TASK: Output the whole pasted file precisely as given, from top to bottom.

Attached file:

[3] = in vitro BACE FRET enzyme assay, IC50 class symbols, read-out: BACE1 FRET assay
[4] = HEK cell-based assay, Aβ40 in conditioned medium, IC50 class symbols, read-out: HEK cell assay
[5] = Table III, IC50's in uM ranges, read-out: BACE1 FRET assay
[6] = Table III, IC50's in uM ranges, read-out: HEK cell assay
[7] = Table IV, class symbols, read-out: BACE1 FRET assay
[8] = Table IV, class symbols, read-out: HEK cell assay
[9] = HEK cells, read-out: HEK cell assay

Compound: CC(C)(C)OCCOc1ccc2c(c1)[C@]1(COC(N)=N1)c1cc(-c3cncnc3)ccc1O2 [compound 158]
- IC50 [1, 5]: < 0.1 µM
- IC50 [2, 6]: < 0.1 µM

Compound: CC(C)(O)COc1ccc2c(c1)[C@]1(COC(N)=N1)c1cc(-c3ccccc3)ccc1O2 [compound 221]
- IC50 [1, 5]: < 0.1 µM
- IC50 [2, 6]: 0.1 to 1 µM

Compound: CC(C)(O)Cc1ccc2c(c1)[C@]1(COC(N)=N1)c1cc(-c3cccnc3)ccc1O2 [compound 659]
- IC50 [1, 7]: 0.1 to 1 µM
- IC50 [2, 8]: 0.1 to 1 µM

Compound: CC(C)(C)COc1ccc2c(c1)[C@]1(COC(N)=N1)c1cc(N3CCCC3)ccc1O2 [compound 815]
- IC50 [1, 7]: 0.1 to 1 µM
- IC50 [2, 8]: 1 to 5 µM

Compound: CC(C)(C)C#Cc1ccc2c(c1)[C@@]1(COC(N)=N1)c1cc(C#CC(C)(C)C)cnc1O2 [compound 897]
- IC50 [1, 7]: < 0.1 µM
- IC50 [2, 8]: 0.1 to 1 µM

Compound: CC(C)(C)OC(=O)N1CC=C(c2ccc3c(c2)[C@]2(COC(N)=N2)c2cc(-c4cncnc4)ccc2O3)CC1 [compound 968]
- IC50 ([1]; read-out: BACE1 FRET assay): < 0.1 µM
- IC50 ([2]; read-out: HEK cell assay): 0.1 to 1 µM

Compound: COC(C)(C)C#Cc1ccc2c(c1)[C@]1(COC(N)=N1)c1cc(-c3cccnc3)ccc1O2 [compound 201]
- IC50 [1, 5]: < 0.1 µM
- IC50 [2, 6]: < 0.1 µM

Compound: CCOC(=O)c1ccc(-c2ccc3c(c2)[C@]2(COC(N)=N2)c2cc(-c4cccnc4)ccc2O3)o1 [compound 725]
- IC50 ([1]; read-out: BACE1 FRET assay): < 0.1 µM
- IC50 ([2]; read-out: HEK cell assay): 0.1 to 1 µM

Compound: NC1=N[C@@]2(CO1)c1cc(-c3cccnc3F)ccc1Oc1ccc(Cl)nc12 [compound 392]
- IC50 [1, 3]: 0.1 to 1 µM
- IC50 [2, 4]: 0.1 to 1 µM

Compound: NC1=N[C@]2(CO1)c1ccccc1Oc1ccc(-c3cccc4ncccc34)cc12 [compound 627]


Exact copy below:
[3] = in vitro BACE FRET enzyme assay, IC50 class symbols, read-out: BACE1 FRET assay
[4] = HEK cell-based assay, Aβ40 in conditioned medium, IC50 class symbols, read-out: HEK cell assay
[5] = Table III, IC50's in uM ranges, read-out: BACE1 FRET assay
[6] = Table III, IC50's in uM ranges, read-out: HEK cell assay
[7] = Table IV, class symbols, read-out: BACE1 FRET assay
[8] = Table IV, class symbols, read-out: HEK cell assay
[9] = HEK cells, read-out: HEK cell assay

Compound: CC(C)(C)OCCOc1ccc2c(c1)[C@]1(COC(N)=N1)c1cc(-c3cncnc3)ccc1O2 [compound 158]
- IC50 [1, 5]: < 0.1 µM
- IC50 [2, 6]: < 0.1 µM

Compound: CC(C)(O)COc1ccc2c(c1)[C@]1(COC(N)=N1)c1cc(-c3ccccc3)ccc1O2 [compound 221]
- IC50 [1, 5]: < 0.1 µM
- IC50 [2, 6]: 0.1 to 1 µM

Compound: CC(C)(O)Cc1ccc2c(c1)[C@]1(COC(N)=N1)c1cc(-c3cccnc3)ccc1O2 [compound 659]
- IC50 [1, 7]: 0.1 to 1 µM
- IC50 [2, 8]: 0.1 to 1 µM

Compound: CC(C)(C)COc1ccc2c(c1)[C@]1(COC(N)=N1)c1cc(N3CCCC3)ccc1O2 [compound 815]
- IC50 [1, 7]: 0.1 to 1 µM
- IC50 [2, 8]: 1 to 5 µM

Compound: CC(C)(C)C#Cc1ccc2c(c1)[C@@]1(COC(N)=N1)c1cc(C#CC(C)(C)C)cnc1O2 [compound 897]
- IC50 [1, 7]: < 0.1 µM
- IC50 [2, 8]: 0.1 to 1 µM

Compound: CC(C)(C)OC(=O)N1CC=C(c2ccc3c(c2)[C@]2(COC(N)=N2)c2cc(-c4cncnc4)ccc2O3)CC1 [compound 968]
- IC50 ([1]; read-out: BACE1 FRET assay): < 0.1 µM
- IC50 ([2]; read-out: HEK cell assay): 0.1 to 1 µM

Compound: COC(C)(C)C#Cc1ccc2c(c1)[C@]1(COC(N)=N1)c1cc(-c3cccnc3)ccc1O2 [compound 201]
- IC50 [1, 5]: < 0.1 µM
- IC50 [2, 6]: < 0.1 µM

Compound: CCOC(=O)c1ccc(-c2ccc3c(c2)[C@]2(COC(N)=N2)c2cc(-c4cccnc4)ccc2O3)o1 [compound 725]
- IC50 ([1]; read-out: BACE1 FRET assay): < 0.1 µM
- IC50 ([2]; read-out: HEK cell assay): 0.1 to 1 µM

Compound: NC1=N[C@@]2(CO1)c1cc(-c3cccnc3F)ccc1Oc1ccc(Cl)nc12 [compound 392]
- IC50 [1, 3]: 0.1 to 1 µM
- IC50 [2, 4]: 0.1 to 1 µM

Compound: NC1=N[C@]2(CO1)c1ccccc1Oc1ccc(-c3cccc4ncccc34)cc12 [compound 627]